The European Society of Cardiology ( ESC ) has published a position paper on the topic of triple therapy that shows great similarity to North American recommendations: diminished intensity of anticoagulation ( international normalized ratio, INR between 2.0 and 2.5 ), use of low-dose Acetylsalicylic acid ( Aspirin ), and avoidance of the use of drug-eluting stents in patients with high bleeding risk.
The strength of the European approach is that a clear and clinically easy differentiation is made between elective stent implantation and procedures in the setting of acute coronary syndromes with and without ST-segment elevation.
In acute coronary syndromes, the thrombus load and thus the thrombotic risk are larger than in stable coronary disease. This is probably true for both the risk of stent thrombosis and the risk of stroke.
These differences argue for a more potent approach in the setting of acute coronary syndromes but not necessarily over the long term.
In Europe, a short course of dual antiplatelet therapy ( 1 month ) in elective stenting with a bare metal stent is advised for patients on oral anticoagulants, whereas American recommendations suggest 1 month of dual antiplatelet therapy followed by single antiplatelet therapy ( Aspirin or Clopidogrel [ Plavix ] ) for 12 months.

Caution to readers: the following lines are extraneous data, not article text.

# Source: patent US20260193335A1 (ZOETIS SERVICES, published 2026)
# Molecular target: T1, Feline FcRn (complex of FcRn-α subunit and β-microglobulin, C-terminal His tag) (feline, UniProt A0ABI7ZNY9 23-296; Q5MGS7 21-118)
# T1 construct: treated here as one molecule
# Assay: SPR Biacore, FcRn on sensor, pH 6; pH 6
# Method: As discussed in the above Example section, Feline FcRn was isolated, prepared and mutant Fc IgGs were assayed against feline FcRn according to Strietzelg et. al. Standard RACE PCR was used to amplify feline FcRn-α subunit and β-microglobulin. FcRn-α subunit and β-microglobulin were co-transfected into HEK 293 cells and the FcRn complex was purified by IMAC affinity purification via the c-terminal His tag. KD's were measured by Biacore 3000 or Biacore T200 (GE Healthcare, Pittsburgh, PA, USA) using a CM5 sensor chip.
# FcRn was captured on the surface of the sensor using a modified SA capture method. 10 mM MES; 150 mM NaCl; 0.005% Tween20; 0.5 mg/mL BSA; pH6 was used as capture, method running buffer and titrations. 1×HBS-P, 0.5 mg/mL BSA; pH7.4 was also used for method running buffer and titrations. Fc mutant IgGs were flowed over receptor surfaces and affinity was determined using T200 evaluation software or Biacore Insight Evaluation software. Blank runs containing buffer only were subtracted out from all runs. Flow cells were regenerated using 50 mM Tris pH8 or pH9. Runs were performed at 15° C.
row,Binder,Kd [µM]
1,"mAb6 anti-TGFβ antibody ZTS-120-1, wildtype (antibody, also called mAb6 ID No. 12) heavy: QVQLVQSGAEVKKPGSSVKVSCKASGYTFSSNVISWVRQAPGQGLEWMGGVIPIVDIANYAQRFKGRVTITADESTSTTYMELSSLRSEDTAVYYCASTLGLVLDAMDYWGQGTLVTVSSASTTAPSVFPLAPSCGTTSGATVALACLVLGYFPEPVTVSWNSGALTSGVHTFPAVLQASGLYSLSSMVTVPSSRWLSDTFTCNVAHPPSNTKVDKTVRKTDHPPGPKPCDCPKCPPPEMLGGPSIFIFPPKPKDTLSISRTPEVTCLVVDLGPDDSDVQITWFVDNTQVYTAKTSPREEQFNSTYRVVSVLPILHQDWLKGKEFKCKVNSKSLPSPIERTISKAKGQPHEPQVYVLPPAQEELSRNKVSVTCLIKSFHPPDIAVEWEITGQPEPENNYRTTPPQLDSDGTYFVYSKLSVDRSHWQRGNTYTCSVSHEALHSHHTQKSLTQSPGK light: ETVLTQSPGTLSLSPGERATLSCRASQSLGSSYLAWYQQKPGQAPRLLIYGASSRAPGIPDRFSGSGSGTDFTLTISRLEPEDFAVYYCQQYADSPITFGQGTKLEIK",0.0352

In a high-thrombotic-risk situation, American experts advise dual antiplatelet therapy for a full year after drug-eluting stent implantation for patients on oral anticoagulation, whereas the Europeans advise dual antiplatelet therapy for 3 months for the modern limus-eluting stents and 6 months for the Paclitaxel-eluting stents. ( Xagena )
Verheugt FWA, Circulation 2013; 128: 2058-2061